Panelists address community concerns about nuclear plant
April 5th, 2012
Blair, NE – Officials from both the Nuclear Regulatory Commission and the Omaha Public Power District held a public meeting, Wednesday evening, to discuss repairs and future operations at the Fort Calhoun Nuclear Station.
Hundreds gathered in the small auditorium at Blair High School to listen as both panels conducted a two-way discussion addressing the plant’s recent violations.
The plant has been shut down since April 2011, when a routine refueling outage was followed by a strenuous effort last summer to hold back the rising floodwater of the Missouri River that surrounded the station. A series of procedural and safety violations issued by the Nuclear Regulatory committee put the station back even further. Plant managers like Chief Nuclear Officer David Bannister expressed regret over the station’s poor performance in the past year.
“I’m disappointed that I’m standing before you to share this with you, but the idea is I recognize where we are now, I’m not satisfied with that. I’m going to do everything within my power and the company is going to do everything…to understand these issues correct these issues to ensure our perforce is high. Our target is excellence,” Bannister said.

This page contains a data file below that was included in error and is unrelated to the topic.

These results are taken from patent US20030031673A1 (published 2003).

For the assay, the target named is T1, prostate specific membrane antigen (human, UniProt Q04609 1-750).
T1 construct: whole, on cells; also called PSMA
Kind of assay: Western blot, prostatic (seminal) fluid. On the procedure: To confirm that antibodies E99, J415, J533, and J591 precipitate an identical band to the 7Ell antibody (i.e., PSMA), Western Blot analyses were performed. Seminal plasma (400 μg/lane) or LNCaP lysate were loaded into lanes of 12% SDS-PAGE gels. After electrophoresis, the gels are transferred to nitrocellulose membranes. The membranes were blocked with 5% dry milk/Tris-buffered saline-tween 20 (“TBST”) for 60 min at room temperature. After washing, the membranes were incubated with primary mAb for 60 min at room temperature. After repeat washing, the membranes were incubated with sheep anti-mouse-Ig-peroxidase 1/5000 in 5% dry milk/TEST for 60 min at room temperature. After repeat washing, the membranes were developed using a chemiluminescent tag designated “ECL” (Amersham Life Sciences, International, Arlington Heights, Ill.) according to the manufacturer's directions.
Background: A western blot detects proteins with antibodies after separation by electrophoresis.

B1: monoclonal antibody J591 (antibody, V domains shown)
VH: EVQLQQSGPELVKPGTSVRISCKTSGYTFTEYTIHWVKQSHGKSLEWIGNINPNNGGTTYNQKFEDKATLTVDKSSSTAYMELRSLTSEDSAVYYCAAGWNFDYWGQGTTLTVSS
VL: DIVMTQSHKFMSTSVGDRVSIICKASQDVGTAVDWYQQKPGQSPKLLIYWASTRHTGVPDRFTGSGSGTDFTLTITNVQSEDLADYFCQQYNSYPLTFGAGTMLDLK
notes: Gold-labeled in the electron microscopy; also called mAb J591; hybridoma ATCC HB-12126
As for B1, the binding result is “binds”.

But not everyone in the audience was sold on that sentiment. Several attendants voiced resentment at the plant’s management for what many called “malpractice and incompetency.”
Wednesday’s gathering was the second of two public meetings designed to provide full disclosure to local citizens about where, exactly, the future of the nuclear station stands. But while OPPD officials fired off presentations on in-depth technical reforms, tension and misunderstanding among audience members grew. It was quickly noticed by facilitator Bill Mayor and NRC official Jeff Clark, Branch Chief with oversight of Fort Calhoun.
“We’re running about 20 minutes over time…we want to get to the questions…”
Further frustration stemmed from a lack of allotted time for audience questions and concerns. Instead of allowing for an open forum like the previous meeting in January, participants were told to write down questions on a card, where they would later be asked to come in front of the stage and address both panels. That left only a half an hour for audience participation.
NRC and OPPD officials did say they would be receptive to feedback from the event, and would alter meeting settings accordingly. Dates for any future meetings have yet to be announced.
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